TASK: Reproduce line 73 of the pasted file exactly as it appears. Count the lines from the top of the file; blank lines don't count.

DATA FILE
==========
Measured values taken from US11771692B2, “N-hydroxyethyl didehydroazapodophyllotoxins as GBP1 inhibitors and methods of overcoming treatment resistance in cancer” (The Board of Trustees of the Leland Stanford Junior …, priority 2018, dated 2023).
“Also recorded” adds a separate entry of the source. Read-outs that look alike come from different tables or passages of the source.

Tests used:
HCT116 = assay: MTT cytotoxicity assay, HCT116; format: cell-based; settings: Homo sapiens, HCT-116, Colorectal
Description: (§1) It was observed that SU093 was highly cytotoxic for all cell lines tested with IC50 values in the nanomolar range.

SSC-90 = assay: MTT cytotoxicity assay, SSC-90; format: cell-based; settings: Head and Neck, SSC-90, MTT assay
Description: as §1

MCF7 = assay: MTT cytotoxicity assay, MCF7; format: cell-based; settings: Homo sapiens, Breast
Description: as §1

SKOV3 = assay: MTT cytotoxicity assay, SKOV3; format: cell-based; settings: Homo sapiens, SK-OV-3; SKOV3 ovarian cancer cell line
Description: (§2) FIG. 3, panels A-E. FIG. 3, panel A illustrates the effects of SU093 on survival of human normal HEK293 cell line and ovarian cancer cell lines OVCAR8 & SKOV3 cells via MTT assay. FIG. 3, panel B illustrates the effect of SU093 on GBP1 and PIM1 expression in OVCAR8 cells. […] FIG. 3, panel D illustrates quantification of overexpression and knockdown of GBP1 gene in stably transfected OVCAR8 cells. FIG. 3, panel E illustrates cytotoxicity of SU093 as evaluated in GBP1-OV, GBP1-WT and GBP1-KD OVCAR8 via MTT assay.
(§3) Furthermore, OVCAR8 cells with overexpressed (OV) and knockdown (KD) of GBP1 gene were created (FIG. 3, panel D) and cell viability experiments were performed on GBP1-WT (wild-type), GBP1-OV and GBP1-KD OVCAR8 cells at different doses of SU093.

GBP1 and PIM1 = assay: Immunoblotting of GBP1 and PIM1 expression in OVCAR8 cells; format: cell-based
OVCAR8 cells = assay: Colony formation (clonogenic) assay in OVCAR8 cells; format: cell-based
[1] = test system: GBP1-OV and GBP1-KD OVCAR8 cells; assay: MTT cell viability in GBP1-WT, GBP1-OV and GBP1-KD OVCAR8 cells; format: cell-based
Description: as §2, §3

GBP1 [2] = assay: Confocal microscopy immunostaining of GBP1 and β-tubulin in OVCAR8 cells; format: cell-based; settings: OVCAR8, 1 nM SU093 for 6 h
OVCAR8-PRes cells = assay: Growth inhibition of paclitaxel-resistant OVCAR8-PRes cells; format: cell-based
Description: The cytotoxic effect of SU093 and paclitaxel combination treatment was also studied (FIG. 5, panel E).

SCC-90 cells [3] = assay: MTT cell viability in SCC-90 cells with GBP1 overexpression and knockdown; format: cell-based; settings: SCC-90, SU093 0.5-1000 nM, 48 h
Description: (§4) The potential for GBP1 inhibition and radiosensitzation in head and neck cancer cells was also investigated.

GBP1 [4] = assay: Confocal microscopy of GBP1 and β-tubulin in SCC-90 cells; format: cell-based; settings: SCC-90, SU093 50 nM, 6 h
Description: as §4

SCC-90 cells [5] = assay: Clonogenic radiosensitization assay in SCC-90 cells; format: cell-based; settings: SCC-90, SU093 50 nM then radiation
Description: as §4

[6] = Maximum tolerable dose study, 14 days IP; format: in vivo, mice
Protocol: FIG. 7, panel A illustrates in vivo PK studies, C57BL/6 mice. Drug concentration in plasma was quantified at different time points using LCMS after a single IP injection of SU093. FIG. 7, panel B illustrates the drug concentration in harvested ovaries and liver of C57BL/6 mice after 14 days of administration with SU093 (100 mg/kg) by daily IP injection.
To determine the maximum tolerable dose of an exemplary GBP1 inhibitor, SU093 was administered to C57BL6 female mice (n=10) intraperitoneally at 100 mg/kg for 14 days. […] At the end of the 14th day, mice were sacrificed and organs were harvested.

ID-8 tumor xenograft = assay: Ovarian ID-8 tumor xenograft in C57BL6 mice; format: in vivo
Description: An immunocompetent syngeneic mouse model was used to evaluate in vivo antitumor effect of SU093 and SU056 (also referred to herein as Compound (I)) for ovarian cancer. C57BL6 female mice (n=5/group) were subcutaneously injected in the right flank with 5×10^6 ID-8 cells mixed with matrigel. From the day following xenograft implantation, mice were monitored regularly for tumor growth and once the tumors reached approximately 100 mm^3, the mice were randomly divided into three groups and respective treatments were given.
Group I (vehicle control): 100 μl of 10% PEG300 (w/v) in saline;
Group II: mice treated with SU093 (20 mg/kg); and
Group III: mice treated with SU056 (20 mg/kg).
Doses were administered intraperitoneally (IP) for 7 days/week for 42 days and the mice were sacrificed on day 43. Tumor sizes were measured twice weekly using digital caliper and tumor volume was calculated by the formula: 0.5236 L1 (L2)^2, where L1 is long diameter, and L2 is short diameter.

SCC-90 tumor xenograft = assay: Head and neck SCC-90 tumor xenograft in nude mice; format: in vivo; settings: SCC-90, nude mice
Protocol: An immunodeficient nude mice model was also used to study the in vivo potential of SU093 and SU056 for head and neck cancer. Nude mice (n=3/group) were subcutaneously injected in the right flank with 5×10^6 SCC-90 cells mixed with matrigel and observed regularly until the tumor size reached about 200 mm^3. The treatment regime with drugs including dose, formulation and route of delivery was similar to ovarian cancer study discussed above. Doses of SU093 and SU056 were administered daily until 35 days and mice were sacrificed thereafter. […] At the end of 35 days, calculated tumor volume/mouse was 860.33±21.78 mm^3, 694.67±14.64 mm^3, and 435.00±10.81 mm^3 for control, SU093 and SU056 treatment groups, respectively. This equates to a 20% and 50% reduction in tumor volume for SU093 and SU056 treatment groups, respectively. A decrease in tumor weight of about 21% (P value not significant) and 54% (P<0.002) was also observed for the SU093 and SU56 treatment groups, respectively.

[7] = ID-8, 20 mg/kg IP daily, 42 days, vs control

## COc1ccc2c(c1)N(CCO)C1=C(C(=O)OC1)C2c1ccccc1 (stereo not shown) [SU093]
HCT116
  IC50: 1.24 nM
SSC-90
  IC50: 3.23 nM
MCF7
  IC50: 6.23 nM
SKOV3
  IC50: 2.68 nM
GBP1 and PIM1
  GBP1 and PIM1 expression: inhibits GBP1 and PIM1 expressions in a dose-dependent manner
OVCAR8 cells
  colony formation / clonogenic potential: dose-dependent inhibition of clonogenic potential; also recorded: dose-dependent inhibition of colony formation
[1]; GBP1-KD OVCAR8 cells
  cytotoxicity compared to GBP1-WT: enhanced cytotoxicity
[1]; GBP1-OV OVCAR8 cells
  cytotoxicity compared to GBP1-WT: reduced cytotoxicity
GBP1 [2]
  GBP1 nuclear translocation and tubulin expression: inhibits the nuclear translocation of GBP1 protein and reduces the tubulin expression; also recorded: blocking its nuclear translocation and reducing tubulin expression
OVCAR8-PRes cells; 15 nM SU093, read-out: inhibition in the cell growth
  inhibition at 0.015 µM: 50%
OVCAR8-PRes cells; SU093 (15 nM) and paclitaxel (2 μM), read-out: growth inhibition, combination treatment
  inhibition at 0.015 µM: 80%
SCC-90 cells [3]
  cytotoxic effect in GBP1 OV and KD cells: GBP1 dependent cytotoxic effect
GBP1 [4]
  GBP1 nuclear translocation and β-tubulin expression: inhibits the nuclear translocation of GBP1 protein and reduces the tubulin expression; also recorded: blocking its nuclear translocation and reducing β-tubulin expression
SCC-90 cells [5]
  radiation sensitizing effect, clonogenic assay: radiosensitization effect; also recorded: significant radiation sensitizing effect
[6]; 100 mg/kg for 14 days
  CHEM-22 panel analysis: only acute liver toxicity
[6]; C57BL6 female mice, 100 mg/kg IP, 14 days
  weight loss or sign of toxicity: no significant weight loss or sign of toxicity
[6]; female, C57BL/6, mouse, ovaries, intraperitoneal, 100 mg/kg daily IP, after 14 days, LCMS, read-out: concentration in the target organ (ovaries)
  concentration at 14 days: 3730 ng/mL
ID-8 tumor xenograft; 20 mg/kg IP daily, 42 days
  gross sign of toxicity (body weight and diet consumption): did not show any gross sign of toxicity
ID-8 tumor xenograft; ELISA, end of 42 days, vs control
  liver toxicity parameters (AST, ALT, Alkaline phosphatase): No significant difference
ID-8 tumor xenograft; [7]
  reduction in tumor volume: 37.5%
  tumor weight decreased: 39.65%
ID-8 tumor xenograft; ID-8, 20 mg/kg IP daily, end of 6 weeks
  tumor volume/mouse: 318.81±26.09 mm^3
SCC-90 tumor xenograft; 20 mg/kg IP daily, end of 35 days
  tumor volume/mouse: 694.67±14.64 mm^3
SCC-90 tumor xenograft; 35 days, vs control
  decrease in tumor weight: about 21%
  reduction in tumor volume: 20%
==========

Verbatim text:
ID-8 tumor xenograft; 20 mg/kg IP daily, 42 days